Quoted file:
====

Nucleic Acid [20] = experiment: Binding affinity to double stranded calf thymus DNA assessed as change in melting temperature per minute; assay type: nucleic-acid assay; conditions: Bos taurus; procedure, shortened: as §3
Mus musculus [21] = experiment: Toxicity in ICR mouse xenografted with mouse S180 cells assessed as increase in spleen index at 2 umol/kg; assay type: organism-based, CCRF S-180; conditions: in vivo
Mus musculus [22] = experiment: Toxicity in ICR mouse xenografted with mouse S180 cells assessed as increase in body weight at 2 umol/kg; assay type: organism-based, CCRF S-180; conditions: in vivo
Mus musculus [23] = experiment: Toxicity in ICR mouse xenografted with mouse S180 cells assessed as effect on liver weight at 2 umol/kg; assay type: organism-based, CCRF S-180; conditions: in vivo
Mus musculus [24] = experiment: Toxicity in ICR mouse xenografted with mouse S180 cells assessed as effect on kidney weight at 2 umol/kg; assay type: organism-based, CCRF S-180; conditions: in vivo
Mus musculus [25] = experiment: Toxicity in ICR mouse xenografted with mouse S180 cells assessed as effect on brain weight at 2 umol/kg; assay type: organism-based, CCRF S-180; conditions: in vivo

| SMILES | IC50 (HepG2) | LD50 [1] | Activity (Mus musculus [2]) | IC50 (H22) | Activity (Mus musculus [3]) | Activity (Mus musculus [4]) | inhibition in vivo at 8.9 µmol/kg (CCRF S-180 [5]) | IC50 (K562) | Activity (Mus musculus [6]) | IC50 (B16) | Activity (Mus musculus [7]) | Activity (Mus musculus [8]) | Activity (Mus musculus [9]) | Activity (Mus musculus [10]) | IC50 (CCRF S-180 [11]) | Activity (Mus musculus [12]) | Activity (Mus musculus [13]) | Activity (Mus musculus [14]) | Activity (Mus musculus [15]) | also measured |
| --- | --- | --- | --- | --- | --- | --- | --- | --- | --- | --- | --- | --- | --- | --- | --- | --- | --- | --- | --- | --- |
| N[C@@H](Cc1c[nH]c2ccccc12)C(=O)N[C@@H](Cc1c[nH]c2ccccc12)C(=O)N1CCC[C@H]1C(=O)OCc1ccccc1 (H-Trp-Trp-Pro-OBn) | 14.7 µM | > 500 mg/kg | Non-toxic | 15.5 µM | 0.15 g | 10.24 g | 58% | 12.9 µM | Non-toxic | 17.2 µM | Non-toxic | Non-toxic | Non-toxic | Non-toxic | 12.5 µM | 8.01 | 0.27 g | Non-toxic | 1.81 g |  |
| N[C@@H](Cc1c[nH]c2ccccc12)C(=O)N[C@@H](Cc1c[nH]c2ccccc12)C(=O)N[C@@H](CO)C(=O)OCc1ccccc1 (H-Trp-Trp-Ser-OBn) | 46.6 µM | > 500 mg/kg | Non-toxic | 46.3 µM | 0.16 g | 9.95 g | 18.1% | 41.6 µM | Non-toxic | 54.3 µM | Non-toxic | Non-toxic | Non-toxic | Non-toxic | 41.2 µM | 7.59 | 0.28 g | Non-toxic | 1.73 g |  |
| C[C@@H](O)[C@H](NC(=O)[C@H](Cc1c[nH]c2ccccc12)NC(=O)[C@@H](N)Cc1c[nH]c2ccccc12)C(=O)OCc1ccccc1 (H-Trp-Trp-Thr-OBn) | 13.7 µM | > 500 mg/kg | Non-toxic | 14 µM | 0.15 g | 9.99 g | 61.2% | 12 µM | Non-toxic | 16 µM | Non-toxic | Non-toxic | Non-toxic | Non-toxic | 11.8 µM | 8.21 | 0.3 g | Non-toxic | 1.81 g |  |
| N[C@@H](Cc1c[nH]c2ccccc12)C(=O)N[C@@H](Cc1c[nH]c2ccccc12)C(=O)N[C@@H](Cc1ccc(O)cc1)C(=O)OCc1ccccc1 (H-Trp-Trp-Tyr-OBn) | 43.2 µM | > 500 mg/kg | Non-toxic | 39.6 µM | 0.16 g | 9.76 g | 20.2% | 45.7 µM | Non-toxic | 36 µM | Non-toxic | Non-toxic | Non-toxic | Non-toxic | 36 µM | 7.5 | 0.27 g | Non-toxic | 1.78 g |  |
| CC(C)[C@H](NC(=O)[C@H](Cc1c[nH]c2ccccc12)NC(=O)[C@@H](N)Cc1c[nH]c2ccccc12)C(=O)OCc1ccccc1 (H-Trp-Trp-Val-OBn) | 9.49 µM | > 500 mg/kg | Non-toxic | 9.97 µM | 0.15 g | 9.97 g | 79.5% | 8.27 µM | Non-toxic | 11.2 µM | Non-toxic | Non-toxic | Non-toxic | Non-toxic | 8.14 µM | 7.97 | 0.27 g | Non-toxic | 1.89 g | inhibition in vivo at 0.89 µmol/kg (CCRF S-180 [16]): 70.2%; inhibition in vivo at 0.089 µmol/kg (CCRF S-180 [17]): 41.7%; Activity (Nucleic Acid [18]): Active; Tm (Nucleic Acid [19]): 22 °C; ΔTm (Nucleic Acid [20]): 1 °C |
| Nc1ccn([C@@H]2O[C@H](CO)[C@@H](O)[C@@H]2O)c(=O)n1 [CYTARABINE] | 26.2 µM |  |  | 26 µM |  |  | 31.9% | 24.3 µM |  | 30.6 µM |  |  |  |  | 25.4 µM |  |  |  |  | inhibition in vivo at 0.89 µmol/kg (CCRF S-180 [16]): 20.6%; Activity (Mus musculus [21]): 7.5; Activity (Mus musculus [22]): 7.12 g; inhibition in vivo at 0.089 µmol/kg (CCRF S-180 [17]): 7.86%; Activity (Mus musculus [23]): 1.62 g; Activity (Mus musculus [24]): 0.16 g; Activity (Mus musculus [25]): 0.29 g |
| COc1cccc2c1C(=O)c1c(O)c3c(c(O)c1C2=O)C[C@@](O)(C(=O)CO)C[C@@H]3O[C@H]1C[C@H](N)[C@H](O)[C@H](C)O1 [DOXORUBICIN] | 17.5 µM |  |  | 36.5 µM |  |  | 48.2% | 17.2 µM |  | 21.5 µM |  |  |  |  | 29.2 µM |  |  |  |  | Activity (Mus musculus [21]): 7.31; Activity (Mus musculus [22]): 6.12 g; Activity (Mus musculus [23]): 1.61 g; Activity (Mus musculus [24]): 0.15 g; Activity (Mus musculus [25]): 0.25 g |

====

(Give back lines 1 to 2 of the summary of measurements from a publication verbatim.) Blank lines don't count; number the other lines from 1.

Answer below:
Nucleic Acid [20] = experiment: Binding affinity to double stranded calf thymus DNA assessed as change in melting temperature per minute; assay type: nucleic-acid assay; conditions: Bos taurus; procedure, shortened: as §3
Mus musculus [21] = experiment: Toxicity in ICR mouse xenografted with mouse S180 cells assessed as increase in spleen index at 2 umol/kg; assay type: organism-based, CCRF S-180; conditions: in vivo